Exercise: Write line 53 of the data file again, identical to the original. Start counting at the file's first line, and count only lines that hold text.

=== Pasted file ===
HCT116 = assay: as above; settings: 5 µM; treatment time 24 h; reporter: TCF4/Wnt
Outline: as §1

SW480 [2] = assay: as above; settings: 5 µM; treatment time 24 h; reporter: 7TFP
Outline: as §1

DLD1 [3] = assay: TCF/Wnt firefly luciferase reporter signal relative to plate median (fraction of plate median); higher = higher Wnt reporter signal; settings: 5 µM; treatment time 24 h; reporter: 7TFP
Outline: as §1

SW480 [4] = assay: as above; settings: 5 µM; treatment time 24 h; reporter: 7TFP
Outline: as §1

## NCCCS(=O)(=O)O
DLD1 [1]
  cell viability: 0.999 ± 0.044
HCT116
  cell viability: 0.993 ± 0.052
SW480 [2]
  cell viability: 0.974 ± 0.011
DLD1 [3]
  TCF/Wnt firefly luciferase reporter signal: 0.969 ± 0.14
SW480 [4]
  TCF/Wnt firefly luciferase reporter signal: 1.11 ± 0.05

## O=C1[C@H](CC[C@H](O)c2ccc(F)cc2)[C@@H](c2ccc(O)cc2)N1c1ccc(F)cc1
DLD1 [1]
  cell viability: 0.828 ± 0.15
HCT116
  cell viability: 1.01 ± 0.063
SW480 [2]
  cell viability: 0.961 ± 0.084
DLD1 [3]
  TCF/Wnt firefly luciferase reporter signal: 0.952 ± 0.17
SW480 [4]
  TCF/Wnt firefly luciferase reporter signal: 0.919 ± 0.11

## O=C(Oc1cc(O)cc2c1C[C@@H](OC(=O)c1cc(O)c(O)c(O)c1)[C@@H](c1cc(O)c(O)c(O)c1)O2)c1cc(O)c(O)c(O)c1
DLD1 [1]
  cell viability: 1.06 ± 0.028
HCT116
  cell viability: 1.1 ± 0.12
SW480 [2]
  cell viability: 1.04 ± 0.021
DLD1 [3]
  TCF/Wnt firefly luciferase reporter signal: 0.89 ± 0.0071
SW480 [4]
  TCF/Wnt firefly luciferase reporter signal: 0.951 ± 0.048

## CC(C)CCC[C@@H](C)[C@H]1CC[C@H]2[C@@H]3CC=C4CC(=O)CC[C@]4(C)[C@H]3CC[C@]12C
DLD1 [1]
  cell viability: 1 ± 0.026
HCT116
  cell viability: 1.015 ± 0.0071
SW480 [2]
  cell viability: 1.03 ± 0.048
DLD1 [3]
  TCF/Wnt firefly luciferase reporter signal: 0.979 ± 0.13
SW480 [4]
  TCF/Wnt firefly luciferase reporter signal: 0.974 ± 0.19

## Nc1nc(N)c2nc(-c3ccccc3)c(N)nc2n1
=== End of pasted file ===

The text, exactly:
## Nc1nc(N)c2nc(-c3ccccc3)c(N)nc2n1